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Old 10-14-2004, 12:30 PM   #1
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Default Hypothyroid question

I'm just curious, a question for you hypos out there, when you lost a good deal of weight did you ever experience a stall in your loss? I've been at 210 for about 2 months and I think I'm going to have to exercise 2 times a day to get my body going...I know that everyone can experience a plateau along the way but I was wondering if they last longer for hypos or not or if I just need to switch things up a bit? I've been doing good with my eating I've had cake in the house for 2 days and haven't touched it and thats saying something lol.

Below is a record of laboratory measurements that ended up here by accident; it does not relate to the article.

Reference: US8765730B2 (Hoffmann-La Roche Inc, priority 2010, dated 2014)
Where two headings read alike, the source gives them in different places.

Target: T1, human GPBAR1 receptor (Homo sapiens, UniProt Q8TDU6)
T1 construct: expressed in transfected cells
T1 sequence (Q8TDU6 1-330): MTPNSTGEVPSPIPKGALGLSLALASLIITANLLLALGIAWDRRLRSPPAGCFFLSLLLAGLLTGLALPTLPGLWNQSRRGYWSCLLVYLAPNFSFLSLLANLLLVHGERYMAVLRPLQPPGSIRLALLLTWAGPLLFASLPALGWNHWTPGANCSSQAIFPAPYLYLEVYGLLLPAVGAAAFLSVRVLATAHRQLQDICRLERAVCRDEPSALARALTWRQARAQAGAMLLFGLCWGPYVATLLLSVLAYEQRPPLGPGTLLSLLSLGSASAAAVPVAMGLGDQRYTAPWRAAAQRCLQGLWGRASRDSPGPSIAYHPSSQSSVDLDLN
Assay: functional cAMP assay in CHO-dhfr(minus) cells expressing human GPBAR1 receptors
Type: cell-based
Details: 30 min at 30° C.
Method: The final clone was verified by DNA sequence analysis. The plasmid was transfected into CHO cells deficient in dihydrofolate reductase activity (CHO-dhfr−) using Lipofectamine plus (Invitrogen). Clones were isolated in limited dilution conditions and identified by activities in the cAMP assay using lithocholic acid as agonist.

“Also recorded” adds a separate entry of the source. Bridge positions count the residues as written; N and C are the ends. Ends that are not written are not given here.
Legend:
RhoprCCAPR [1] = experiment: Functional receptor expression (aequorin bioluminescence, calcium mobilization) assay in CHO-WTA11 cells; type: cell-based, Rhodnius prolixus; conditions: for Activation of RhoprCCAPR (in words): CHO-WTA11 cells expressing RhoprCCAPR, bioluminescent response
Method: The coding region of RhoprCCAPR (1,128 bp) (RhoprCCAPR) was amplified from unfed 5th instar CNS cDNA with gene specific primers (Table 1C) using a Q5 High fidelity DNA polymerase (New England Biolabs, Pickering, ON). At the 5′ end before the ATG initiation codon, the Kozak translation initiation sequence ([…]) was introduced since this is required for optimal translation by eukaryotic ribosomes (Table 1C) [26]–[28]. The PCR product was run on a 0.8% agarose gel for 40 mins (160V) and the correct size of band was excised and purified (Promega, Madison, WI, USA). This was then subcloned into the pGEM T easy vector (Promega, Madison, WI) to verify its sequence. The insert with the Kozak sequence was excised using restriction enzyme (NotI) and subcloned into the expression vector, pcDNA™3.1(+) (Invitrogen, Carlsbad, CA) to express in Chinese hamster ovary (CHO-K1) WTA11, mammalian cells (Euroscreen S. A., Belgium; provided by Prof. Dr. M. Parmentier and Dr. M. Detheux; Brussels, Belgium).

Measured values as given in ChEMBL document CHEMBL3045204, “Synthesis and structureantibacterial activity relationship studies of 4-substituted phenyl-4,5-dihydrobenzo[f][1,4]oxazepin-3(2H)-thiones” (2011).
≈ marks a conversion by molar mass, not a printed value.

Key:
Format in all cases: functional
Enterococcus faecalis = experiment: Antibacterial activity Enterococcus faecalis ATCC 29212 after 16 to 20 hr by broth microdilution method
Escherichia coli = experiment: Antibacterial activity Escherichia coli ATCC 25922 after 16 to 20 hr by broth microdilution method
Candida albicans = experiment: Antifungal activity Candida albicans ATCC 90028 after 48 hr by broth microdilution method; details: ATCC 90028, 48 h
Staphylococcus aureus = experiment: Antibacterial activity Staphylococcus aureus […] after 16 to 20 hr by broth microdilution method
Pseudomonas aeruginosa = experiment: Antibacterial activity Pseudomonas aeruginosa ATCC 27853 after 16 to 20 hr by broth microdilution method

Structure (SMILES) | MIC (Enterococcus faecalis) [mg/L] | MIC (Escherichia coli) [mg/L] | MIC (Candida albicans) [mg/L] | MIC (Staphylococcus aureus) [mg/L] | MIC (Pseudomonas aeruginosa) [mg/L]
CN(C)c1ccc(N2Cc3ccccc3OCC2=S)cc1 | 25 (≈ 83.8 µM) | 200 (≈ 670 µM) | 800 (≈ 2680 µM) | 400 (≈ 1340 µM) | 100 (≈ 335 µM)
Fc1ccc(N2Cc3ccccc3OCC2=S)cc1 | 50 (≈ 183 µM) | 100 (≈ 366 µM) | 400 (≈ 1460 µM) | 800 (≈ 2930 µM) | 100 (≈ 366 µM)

Just curious if anyone has some wisdom to share with me.

Michelle
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Old 10-14-2004, 01:51 PM   #2
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No wisdom here but a big congratulations on staying out of the cake!!

I'm assuming that your TSH levels are in the normal range?

I don't remember plateauing when I was losing for more than a week at the longest. If it seemed like my weight loss was stalling, I dropped my calories a bit or tweaked the carbs or did something -- new exercise or more exercise -- to get things moving. I did find that I had to drop the calories as the pounds came off since (unfortunately) it takes fewer calories to maintain a smaller body.